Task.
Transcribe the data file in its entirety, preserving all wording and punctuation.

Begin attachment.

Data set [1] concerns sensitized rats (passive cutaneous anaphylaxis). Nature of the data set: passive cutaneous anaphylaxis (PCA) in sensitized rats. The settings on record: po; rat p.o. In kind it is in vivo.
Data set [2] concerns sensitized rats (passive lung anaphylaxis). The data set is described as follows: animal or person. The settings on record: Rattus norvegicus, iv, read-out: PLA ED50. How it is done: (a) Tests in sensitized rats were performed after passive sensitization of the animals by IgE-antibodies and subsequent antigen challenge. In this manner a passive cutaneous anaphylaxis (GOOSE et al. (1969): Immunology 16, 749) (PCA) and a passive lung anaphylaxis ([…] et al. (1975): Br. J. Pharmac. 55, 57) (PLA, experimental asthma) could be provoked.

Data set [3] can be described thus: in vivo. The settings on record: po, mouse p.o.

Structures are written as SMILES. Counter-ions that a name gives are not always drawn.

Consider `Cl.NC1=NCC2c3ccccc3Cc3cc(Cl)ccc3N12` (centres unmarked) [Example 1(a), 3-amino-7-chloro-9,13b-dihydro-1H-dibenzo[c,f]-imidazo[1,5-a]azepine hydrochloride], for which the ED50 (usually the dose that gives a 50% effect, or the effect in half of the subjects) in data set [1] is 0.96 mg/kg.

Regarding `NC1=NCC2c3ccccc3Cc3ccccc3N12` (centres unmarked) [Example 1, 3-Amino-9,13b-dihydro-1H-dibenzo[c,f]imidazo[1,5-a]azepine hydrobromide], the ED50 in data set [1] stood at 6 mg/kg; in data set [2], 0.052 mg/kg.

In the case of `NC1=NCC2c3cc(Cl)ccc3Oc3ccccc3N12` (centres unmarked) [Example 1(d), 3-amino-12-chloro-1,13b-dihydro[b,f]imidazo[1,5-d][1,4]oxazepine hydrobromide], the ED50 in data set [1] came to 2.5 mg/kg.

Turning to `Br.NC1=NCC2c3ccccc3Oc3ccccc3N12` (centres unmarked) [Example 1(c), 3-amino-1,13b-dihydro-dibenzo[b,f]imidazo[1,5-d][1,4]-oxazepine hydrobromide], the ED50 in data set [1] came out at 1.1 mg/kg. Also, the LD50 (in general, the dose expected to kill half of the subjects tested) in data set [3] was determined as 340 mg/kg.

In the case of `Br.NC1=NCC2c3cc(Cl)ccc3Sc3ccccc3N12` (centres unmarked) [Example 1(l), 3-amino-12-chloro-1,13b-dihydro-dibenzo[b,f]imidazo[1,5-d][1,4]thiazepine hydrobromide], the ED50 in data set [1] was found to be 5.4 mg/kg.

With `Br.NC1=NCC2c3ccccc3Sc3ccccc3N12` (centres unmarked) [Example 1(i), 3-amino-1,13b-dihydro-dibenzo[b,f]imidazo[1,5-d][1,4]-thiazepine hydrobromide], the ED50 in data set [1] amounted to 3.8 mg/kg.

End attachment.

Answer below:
Data set [1] concerns sensitized rats (passive cutaneous anaphylaxis). Nature of the data set: passive cutaneous anaphylaxis (PCA) in sensitized rats. The settings on record: po; rat p.o. In kind it is in vivo.
Data set [2] concerns sensitized rats (passive lung anaphylaxis). The data set is described as follows: animal or person. The settings on record: Rattus norvegicus, iv, read-out: PLA ED50. How it is done: (a) Tests in sensitized rats were performed after passive sensitization of the animals by IgE-antibodies and subsequent antigen challenge. In this manner a passive cutaneous anaphylaxis (GOOSE et al. (1969): Immunology 16, 749) (PCA) and a passive lung anaphylaxis ([…] et al. (1975): Br. J. Pharmac. 55, 57) (PLA, experimental asthma) could be provoked.

Data set [3] can be described thus: in vivo. The settings on record: po, mouse p.o.

Structures are written as SMILES. Counter-ions that a name gives are not always drawn.

Consider `Cl.NC1=NCC2c3ccccc3Cc3cc(Cl)ccc3N12` (centres unmarked) [Example 1(a), 3-amino-7-chloro-9,13b-dihydro-1H-dibenzo[c,f]-imidazo[1,5-a]azepine hydrochloride], for which the ED50 (usually the dose that gives a 50% effect, or the effect in half of the subjects) in data set [1] is 0.96 mg/kg.

Regarding `NC1=NCC2c3ccccc3Cc3ccccc3N12` (centres unmarked) [Example 1, 3-Amino-9,13b-dihydro-1H-dibenzo[c,f]imidazo[1,5-a]azepine hydrobromide], the ED50 in data set [1] stood at 6 mg/kg; in data set [2], 0.052 mg/kg.

In the case of `NC1=NCC2c3cc(Cl)ccc3Oc3ccccc3N12` (centres unmarked) [Example 1(d), 3-amino-12-chloro-1,13b-dihydro[b,f]imidazo[1,5-d][1,4]oxazepine hydrobromide], the ED50 in data set [1] came to 2.5 mg/kg.

Turning to `Br.NC1=NCC2c3ccccc3Oc3ccccc3N12` (centres unmarked) [Example 1(c), 3-amino-1,13b-dihydro-dibenzo[b,f]imidazo[1,5-d][1,4]-oxazepine hydrobromide], the ED50 in data set [1] came out at 1.1 mg/kg. Also, the LD50 (in general, the dose expected to kill half of the subjects tested) in data set [3] was determined as 340 mg/kg.

In the case of `Br.NC1=NCC2c3cc(Cl)ccc3Sc3ccccc3N12` (centres unmarked) [Example 1(l), 3-amino-12-chloro-1,13b-dihydro-dibenzo[b,f]imidazo[1,5-d][1,4]thiazepine hydrobromide], the ED50 in data set [1] was found to be 5.4 mg/kg.

With `Br.NC1=NCC2c3ccccc3Sc3ccccc3N12` (centres unmarked) [Example 1(i), 3-amino-1,13b-dihydro-dibenzo[b,f]imidazo[1,5-d][1,4]-thiazepine hydrobromide], the ED50 in data set [1] amounted to 3.8 mg/kg.